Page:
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"There's Freedom In Bondage": 12 Things Learned At Cannes About 'Moonrise Kingdom' & Wes Anderson's Hyper-Controlled Style

The Playlist By Edward Davis | The Playlist May 24, 2012 at 3:21PM

Having received some of his best reviews in years, Wes Anderson's "Moonrise Kingdom" made a grand debut opening the Cannes Film Festival in style last week. By all accounts (including one very positive review of our own), Anderson's latest picture and first live-action film in five years, is a pleasant, charming and enchanting return to form that's both nostalgic for those early pre-teen years and emotional in its exploration of adolescent angst and early love. Starring newcomers Jared Gilman and Kara Hayward with an excellent supporting cast featuring Bruce Willis, Edward Norton, Bill Murray, Frances McDormand, Tilda Swinton and Jason Schwartzman, Playlist contributor Aaron Hillis got a chance to sit down with some of the cast at the press conference in Cannes.
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Moonrise Kingdom, Cannes
Aaron Hillis

5. "There's freedom in Bondage." Edward Norton discusses the liberty in Anderson's meticulously planned films by referencing the rather popular bestselling erotic fiction novel "Fifty Shades Of Grey."
While some argue that Anderson's controlled style can be, well, controlling and stifling, Norton felt a director knowing absolutely what he wants is helpful. "Not to reference 'Fifty Shades of Grey' but sometimes 'there's freedom in bondage,' " he said with a laugh. "What might look like a very managed environment is actually providing an actor a lot of rich fodder to interact with and when certain things are pre-determined then other things that are improvisational can bloom out of it."

Norton described a scene where Anderson had crafted a long tracking shot in a scout camp, but when they came across some fireworks, both Norton and Anderson noted that the actor's cigarette smoking wouldn't jibe with those kinds of strict safety concerns that a scout master would have. "So we this reason to have the conversation with the cigarette held out [far away from the fireworks]," he explained. "Those are the kinds of things that emerge because of the fun constriction of the way that the shot is set up. But on a more fundamental level. I've never associated Wes' characters with the comedic qualities. The humor in Wes' films has always derived out of characters that are deadly serious. None of Wes' characters are anything less then urgently sincere about what they’re doing and their intentions and that's the easiest thing in the world to play. Wes draws a really well defined path. In many ways the greatest gift to an actor to make it clear what this character's after in life."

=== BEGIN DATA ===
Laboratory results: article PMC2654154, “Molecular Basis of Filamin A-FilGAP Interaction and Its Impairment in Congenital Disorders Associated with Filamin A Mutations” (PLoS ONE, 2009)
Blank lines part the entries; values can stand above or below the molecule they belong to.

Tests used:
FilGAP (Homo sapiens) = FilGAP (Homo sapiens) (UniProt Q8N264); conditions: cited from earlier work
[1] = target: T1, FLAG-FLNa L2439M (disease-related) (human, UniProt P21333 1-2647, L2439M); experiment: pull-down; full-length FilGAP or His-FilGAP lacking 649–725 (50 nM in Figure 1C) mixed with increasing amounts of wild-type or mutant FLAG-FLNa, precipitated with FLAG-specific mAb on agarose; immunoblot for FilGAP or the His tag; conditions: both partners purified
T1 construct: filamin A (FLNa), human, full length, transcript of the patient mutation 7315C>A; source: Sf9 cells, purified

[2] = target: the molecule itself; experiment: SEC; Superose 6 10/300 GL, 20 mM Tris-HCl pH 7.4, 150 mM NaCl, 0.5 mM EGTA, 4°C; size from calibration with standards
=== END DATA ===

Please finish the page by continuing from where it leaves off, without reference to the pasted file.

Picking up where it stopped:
Moonrise Kingdom, Ed Norton

6. Speaking for the entire cast, Bob Balaban said the film was much more emotional than anyone expected it and described Anderson's approach as the "kindly dictator."
While it may read as a backhanded compliment, Balaban also defended Wes' style, orchestration and carefully designed way of working. "Wes is the perfect kindly dictator," he said. "There's a tremendous amount of relief to an actor to come into a situation and know what the parameters are."

The actor also explained how the emotional texture of "Moonrise Kingdom" took him and the cast by surprise when they first saw the picture. "It's very formal and very planned in many ways and I think that's the great power of the movie," he said. "Within formality there's this tremendous emotional life sort of coursing through it. I was very unaware of it at the time. The structure being so firm and organized has somehow mysteriously allowed this powerful emotion -- something that you would think could have squeezed the life out of something, allowed it to be powerful. There was a huge amount of freedom and spirit [in the film] that was nurtured by something you might have thought would destroy it."

7. Trust the filmmakers of "Moonrise Kingdom": Scoutmasters were smoking in front of their troops in the 1960s.
"Oh, but they were," Norton said when one journalist thought this part of the film felt off. "Like if you Google from that time period, I'd say 50% of the photos I found of scoutmasters, they were hanging around the campfire with a cigarette in hand. I found some PR films about scouting in America from the late '50s and '60s and it's astonishing how omnipresent the cigarettes are in those. But it just wasn't a big deal at the time."

8. Anderson and Norton created an interesting opposite approach to his character. They created a front story instead of a back story.
"We found this picture of a scoutmaster with sunglasses. This guy was smoking a cigarette, he had sunglasses, he was a cool scout master," Anderson said. "But I remember that when we shared this picture Edward and I both had this thought that his character [was eventually] going to be in Vietnam in the next two or three years. It kind of triggered that for us. Whatever the opposite of a back story is."

This article is related to: Moonrise Kingdom, Edward Norton, Wes Anderson, Bob Balaban, Roman Polanski, Cannes Film Festival


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